The irregular behavior shown by the cross-sectional distribution of flow velocity, suspended sand transport, and the bed shear stress is shown inFigure 8 for sites SM and PA. At the onset of the expansion (cross sections SM1 and PA1) these variables are in phase, but the correlation is lost farther downstream, especially when considering sediment transport. Due to fluctuations in the velocities measured by the ADCP, the values of bed shear stress possess some dispersion, but the general patterns across the cross sections are clear. Note that in shallow water zones, the ADCP point velocity data were insufficient (less than three points in the vertical) to apply the law of the wall method. As a result, gaps appear in section SM4 between 1900 and 2200 m, in PA1 between 0 and 500 m, and in PA3 between 1800 and 2200 (Figure 8). Figure 9shows the correlation coefficients obtained for the cross-sectional distribution of flow velocity, sediment transport and Shields stress at SM and PA. It is observed that better fits are obtained for the most upstream cross sections SM1 and PA1, but that the fit becomes poorer in the downstream direction. This loss of correlation due to the presence of inertial sediment effects may explain the differences between discharge and sediment transport ratios between the two bifurcate channels (Table 4).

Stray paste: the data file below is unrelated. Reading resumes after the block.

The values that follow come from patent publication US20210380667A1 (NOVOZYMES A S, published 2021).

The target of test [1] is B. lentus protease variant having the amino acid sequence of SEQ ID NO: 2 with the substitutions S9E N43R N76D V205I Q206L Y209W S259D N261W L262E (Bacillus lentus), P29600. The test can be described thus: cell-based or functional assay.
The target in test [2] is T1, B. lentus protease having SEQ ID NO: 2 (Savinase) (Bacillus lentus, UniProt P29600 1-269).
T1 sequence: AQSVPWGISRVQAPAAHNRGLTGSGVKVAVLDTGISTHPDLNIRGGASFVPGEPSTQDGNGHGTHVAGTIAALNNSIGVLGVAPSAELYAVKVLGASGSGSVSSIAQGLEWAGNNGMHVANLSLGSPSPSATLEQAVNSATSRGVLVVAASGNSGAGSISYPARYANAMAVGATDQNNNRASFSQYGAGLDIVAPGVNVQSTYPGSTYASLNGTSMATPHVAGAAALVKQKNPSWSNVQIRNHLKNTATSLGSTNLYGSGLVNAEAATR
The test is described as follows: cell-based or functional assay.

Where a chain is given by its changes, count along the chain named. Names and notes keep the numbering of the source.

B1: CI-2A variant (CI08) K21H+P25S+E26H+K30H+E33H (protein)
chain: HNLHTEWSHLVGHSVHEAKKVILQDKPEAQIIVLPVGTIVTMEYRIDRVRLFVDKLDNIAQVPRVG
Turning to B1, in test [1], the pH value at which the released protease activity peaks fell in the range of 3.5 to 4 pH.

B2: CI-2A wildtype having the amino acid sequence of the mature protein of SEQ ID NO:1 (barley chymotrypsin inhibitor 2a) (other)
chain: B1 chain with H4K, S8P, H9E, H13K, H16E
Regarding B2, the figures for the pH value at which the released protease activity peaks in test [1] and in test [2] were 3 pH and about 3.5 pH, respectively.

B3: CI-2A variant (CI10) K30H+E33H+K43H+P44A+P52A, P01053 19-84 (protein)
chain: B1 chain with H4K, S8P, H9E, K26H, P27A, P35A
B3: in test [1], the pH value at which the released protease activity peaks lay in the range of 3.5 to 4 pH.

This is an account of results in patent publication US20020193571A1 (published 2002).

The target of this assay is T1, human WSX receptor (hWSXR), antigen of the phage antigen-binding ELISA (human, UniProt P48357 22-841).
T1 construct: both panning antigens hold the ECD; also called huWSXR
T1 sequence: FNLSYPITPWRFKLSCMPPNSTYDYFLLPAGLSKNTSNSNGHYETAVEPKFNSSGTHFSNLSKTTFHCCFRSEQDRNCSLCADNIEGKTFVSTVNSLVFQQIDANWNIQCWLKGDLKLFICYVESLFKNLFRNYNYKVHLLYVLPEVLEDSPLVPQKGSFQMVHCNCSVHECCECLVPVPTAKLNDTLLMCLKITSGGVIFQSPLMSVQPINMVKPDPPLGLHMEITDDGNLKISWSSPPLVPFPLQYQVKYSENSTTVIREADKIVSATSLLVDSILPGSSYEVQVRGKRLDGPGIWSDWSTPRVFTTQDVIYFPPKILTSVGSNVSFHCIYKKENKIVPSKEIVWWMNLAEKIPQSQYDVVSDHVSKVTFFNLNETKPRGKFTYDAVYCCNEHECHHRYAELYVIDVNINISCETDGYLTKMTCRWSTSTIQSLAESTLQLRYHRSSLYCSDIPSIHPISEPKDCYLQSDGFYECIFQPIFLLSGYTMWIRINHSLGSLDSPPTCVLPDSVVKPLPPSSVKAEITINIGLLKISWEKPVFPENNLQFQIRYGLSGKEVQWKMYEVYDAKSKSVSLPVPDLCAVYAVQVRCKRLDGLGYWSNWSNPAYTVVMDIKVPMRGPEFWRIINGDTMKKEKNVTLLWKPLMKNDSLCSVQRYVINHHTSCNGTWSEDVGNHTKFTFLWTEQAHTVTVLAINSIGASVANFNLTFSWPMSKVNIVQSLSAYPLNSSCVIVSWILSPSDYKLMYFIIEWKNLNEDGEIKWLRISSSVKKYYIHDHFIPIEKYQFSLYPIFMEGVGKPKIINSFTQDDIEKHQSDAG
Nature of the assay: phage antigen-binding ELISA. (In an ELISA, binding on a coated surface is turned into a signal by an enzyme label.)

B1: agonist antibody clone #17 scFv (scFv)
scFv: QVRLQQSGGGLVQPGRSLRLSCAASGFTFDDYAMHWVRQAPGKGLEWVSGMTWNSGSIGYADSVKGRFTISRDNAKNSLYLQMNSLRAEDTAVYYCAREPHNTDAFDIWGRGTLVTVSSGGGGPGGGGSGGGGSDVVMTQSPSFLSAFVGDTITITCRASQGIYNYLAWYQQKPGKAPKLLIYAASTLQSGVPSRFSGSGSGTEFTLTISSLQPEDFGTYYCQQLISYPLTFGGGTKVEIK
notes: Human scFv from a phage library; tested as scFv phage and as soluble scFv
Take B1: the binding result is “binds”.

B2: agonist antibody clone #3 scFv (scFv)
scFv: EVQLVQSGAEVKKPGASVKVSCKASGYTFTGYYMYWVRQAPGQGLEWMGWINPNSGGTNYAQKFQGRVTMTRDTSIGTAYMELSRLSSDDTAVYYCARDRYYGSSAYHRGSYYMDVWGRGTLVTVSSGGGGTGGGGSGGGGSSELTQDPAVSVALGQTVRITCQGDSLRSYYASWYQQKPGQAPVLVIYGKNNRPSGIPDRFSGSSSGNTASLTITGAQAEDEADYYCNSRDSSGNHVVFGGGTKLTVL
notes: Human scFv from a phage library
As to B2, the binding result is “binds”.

Mean cross-sectional Shields stress parameters possess values ranging from 0.13, 0.09, 0.08, and 0.06 at SM1, SM2, SM3, and SM4, respectively, and values of 0.11, 0.09, and 0.07 at PA1, PA2, and PA3, respectively. These values are lower than the threshold of 0.15 proposed byFederici and Paola . Bolla Pittaluga et al. , and Zolezzi et al.  also propose a threshold of 0.1 for , but they argue that this value can be higher in cases where the width:depth ratio is large.